En Español

Q. Who is Mr. Smarty Plants?

A: There are those who suspect Wildflower Center volunteers are the culpable and capable culprits. Yet, others think staff members play some, albeit small, role. You can torture us with your plant questions, but we will never reveal the Green Guru's secret identity.

Help us grow by giving to the Plant Database Fund or by becoming a member

Did you know you can access the Native Plant Information Network with your web-enabled smartphone?

Share

Ask Mr. Smarty Plants

Ask Mr. Smarty Plants is a free service provided by the staff and volunteers at the Lady Bird Johnson Wildflower Center.

Search Smarty Plants
    
 
See a list of all Smarty Plants questions

Please forgive us, but Mr. Smarty Plants has been overwhelmed by a flood of mail and must take a break for awhile to catch up. We hope to be accepting new questions again soon. Thank you!

Need help with plant identification, visit the plant identification page.

 
rate this answer
Not Yet Rated

Friday - May 06, 2011

From: Washington, DC
Region: Mid-Atlantic
Topic: Poisonous Plants
Title: Broad leaved evergreens for DC
Answered by: Anne Bossart

QUESTION:

We are looking for a flowering evergreen shrub, native to the mid-Atlantic, that grows in part shade but will tolerate full sun. We have been researching rhododendrons and azaleas but are concerned about the toxicity of the plants to humans. We have seen a lot of information on their attractiveness and toxicity to animals but are these shrubs a problem to have around small children?

ANSWER:

We understand your concern and you are right that ingestion of Rhododendron maximum (Great laurel) can be dangerous.  Honey made fom the flowers can also be toxic.

Kalmia latifolia (Mountain laurel), another flowering broad leaved evergreen native to your area and suitable for your conditions is also toxic.  Both plants are members of the Heath Family.

That being said, both rhododendrons and mountain laurels are widely used as ornamental landscape plants and there are rarely problems, but if you think you cannot prevent your children from ingesting plant material, you should choose another plant.

If you decide to go with another plant, you can use our Native Plant Database to help with the selection.  Scroll down to Combination Search and select: DC/shrub/part shade and moist soil (if that is what you have) and the size you are looking for.  It will generate a list with links to detailed information pages and more images.  You will find the rhododendron and mountain laurel on that list.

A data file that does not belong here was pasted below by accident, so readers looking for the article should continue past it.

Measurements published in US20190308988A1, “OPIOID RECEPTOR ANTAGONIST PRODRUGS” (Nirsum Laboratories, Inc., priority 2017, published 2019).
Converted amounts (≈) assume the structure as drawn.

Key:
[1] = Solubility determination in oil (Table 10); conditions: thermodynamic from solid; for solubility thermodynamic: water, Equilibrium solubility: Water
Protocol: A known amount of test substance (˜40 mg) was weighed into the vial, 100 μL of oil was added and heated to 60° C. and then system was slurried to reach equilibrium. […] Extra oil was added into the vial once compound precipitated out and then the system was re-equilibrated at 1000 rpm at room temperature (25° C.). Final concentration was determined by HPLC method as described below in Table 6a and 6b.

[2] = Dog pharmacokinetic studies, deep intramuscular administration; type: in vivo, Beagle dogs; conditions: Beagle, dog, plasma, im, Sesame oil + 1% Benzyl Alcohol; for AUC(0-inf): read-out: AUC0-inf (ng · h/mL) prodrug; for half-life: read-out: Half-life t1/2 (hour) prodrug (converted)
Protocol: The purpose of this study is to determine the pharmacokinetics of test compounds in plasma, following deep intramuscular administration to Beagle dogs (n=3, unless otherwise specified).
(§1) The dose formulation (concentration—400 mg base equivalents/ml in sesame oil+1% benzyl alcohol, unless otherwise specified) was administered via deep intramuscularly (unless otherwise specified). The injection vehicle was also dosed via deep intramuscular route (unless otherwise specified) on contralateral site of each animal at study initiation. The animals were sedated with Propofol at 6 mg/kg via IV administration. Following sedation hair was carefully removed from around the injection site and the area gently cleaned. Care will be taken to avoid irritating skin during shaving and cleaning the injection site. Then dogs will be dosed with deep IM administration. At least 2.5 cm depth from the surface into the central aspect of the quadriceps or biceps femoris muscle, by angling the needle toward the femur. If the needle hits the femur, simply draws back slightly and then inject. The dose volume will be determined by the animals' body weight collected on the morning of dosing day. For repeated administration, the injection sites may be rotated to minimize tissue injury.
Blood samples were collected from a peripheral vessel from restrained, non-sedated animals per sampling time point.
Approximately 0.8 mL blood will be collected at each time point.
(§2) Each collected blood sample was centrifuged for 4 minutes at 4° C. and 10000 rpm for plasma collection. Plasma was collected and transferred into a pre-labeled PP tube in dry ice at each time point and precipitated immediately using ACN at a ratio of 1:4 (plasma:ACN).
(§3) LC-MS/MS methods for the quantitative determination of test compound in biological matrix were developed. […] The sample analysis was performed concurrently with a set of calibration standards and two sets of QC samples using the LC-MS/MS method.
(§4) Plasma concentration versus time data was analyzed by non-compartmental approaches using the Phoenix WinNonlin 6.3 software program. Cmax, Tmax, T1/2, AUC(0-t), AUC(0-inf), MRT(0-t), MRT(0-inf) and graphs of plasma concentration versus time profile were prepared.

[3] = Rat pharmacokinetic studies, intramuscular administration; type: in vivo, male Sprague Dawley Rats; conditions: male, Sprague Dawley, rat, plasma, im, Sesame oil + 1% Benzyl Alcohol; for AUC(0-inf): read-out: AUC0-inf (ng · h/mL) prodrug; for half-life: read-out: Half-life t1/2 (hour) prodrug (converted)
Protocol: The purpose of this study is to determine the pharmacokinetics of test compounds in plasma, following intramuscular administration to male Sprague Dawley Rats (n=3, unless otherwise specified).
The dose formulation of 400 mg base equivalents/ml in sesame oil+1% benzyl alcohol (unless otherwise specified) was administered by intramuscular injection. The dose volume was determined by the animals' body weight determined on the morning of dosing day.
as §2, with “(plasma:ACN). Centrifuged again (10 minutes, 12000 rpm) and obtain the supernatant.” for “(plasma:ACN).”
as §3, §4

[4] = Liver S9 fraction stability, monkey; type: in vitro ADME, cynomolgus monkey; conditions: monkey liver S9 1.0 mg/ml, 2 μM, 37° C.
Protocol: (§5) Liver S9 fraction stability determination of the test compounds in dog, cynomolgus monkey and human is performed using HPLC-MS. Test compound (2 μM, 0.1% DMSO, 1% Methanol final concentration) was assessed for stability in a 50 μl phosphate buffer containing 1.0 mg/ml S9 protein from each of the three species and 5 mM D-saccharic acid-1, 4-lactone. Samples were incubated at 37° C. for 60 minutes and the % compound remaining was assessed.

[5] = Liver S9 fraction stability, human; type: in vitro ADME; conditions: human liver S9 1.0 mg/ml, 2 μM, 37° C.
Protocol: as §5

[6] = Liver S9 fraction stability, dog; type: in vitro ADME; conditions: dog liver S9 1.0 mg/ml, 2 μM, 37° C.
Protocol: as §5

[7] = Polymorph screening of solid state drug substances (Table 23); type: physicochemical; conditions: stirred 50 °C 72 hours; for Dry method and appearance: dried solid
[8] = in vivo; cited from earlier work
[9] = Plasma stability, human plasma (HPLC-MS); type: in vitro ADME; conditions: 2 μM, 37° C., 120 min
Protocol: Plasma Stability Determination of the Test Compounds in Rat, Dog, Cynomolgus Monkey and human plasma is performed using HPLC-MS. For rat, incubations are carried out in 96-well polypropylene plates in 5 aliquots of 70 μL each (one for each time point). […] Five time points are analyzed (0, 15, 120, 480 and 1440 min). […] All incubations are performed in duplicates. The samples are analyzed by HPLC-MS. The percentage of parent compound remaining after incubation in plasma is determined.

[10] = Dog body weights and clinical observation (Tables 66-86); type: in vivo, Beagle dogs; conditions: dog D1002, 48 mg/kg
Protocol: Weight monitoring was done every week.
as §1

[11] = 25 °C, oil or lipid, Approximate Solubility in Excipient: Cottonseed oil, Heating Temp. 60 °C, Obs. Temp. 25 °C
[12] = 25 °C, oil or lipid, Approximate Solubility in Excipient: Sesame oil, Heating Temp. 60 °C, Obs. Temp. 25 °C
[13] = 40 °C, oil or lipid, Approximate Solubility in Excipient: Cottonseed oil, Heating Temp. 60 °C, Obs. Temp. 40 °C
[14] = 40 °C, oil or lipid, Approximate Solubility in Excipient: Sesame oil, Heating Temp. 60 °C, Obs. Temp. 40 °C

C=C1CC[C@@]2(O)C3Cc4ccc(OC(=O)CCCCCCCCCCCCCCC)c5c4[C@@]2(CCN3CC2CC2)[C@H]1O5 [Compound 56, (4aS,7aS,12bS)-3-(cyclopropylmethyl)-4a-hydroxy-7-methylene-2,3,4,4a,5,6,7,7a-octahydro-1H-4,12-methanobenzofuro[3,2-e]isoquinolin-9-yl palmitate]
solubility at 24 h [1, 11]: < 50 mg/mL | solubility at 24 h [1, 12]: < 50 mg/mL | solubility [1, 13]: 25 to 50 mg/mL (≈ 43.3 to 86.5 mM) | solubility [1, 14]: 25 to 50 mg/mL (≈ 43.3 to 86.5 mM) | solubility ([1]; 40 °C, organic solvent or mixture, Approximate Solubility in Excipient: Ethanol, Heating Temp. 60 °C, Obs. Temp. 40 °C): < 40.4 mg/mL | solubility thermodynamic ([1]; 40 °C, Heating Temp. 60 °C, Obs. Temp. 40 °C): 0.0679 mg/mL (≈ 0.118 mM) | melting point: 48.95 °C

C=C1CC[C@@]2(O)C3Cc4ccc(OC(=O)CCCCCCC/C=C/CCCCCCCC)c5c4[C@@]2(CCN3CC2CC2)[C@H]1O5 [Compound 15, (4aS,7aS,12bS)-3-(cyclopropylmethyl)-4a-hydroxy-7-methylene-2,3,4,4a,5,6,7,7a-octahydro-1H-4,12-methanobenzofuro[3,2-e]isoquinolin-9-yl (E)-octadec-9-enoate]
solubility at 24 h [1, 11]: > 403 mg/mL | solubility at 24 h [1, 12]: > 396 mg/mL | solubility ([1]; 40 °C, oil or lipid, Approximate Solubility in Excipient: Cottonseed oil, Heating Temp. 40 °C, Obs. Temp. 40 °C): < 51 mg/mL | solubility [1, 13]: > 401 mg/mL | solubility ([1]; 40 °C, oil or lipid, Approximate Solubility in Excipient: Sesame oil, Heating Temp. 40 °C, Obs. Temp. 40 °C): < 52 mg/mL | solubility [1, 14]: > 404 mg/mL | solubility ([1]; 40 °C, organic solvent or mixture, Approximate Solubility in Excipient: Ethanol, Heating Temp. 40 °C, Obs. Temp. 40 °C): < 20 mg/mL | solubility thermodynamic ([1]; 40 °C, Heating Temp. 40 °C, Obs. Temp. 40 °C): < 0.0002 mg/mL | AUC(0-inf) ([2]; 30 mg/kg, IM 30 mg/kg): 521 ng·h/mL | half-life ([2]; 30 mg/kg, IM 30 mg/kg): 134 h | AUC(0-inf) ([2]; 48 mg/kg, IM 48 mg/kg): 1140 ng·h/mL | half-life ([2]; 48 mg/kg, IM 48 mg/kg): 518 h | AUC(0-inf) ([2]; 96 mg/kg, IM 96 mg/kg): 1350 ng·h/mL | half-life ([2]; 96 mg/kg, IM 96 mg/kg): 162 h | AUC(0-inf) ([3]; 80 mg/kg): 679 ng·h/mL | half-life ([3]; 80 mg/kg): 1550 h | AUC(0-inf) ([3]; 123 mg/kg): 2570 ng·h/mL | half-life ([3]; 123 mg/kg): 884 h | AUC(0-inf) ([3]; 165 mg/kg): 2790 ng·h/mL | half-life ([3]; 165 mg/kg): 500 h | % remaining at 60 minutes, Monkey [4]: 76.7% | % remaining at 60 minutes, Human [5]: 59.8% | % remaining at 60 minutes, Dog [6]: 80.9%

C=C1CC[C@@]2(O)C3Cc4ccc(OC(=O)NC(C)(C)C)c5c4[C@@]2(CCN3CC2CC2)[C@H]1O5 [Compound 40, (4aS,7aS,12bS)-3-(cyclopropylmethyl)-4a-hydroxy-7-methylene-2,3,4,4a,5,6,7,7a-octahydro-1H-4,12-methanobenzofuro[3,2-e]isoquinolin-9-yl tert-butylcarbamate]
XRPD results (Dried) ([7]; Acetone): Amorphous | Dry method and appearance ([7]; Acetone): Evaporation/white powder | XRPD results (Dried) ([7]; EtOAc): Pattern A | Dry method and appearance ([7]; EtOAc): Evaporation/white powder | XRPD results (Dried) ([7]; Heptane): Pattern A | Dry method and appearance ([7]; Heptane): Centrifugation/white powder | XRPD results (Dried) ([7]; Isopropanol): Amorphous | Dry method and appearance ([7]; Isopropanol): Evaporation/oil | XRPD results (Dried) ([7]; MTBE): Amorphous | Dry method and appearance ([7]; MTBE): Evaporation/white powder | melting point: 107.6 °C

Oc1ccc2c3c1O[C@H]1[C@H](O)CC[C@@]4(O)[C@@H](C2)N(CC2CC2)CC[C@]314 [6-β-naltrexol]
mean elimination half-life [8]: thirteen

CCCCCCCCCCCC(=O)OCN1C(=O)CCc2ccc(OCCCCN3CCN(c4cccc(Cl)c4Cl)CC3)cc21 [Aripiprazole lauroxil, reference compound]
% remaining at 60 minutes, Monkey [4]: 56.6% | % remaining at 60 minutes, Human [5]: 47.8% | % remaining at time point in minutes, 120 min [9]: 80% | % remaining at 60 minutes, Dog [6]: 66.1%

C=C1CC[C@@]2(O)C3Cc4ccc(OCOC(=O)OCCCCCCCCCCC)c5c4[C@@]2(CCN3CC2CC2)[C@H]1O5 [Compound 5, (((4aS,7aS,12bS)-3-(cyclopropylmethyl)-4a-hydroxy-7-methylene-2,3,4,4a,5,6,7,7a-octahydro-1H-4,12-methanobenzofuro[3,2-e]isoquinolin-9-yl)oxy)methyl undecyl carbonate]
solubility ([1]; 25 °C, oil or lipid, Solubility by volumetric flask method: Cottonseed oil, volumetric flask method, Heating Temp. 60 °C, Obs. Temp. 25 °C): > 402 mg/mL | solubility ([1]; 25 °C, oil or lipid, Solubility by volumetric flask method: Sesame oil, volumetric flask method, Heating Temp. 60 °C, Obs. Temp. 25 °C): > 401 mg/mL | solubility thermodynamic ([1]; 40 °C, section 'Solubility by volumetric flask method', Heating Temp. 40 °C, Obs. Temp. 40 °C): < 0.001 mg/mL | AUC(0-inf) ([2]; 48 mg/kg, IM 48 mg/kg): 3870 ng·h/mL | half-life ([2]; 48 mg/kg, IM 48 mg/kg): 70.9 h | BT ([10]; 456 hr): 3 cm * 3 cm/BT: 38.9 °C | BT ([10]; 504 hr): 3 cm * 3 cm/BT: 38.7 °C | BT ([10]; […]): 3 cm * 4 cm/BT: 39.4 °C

Rhododendron maximum


Kalmia latifolia

 

 

More Poisonous Plants Questions

Plants in wheelbarrow dying in Jacksonville, FL
June 22, 2011 - I planted a wheelbarrow with daisies, petunias and black and blue salvia. the salvia is thriving, but the others died. Is the salvia toxic to them?
view the full question and answer

Is Purple Hopseed poisonous to dogs?
September 03, 2011 - Is the Purple Hopseed plant safe for dogs? We would like to plant a hedge of the purple hopseed at my parents home. They are elderly and have a small (8lb.) dog that they just love so much..I would ...
view the full question and answer

Toxicity of non-native red-tip photinia to fish from Friendswood TX
April 10, 2013 - Mr. Smarty Plants, I have seen several questions on Red Tip Photinia (RTP) concerning toxicity to horses, dogs and children. We recently lost over 100 gold fish and 6 large KOI in our man made back ...
view the full question and answer

Plant ID from San Marcos TX
June 07, 2014 - My dogs love to eat the leaves of a certain little orange wildflower. It might be Wedelia or Texas creeping oxeye. Have you ever heard of this?
view the full question and answer

Cenizo safe for consumption by parrots from Phoenix AZ
April 30, 2012 - Could you tell me if Cenizo, (Leucophyllum frutescens) branches and leaves can be fed to pets? (parrots)I read the leaves were often used for tea for humans, but can't find an information if safe fo...
view the full question and answer

Support the Wildflower Center by Donating Online or Becoming a Member today.
E-NEWSLETTER | BECOME A MEMBER | DONATE NOW | MEDIA | JOBS | SITEMAP | STAFF INTRANET
© 2016 Lady Bird Johnson Wildflower Center